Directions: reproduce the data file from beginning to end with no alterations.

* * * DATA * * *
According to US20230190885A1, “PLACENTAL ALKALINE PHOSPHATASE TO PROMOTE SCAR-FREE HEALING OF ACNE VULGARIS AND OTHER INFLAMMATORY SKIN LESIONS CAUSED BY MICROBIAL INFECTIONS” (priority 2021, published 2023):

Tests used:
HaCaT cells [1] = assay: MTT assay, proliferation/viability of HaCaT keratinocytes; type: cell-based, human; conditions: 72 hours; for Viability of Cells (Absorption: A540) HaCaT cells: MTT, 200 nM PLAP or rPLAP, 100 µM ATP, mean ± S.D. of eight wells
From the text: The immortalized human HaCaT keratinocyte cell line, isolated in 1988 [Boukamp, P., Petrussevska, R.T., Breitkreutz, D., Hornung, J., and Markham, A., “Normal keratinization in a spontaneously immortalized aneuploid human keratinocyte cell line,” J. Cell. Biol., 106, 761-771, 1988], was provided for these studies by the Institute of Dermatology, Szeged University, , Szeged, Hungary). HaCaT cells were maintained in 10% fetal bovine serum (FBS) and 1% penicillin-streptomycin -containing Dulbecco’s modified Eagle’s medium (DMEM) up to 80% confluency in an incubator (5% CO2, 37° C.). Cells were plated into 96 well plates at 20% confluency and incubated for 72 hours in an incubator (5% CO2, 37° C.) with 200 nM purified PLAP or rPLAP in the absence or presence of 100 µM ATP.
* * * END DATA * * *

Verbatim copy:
According to US20230190885A1, “PLACENTAL ALKALINE PHOSPHATASE TO PROMOTE SCAR-FREE HEALING OF ACNE VULGARIS AND OTHER INFLAMMATORY SKIN LESIONS CAUSED BY MICROBIAL INFECTIONS” (priority 2021, published 2023):

Tests used:
HaCaT cells [1] = assay: MTT assay, proliferation/viability of HaCaT keratinocytes; type: cell-based, human; conditions: 72 hours; for Viability of Cells (Absorption: A540) HaCaT cells: MTT, 200 nM PLAP or rPLAP, 100 µM ATP, mean ± S.D. of eight wells
From the text: The immortalized human HaCaT keratinocyte cell line, isolated in 1988 [Boukamp, P., Petrussevska, R.T., Breitkreutz, D., Hornung, J., and Markham, A., “Normal keratinization in a spontaneously immortalized aneuploid human keratinocyte cell line,” J. Cell. Biol., 106, 761-771, 1988], was provided for these studies by the Institute of Dermatology, Szeged University, , Szeged, Hungary). HaCaT cells were maintained in 10% fetal bovine serum (FBS) and 1% penicillin-streptomycin -containing Dulbecco’s modified Eagle’s medium (DMEM) up to 80% confluency in an incubator (5% CO2, 37° C.). Cells were plated into 96 well plates at 20% confluency and incubated for 72 hours in an incubator (5% CO2, 37° C.) with 200 nM purified PLAP or rPLAP in the absence or presence of 100 µM ATP.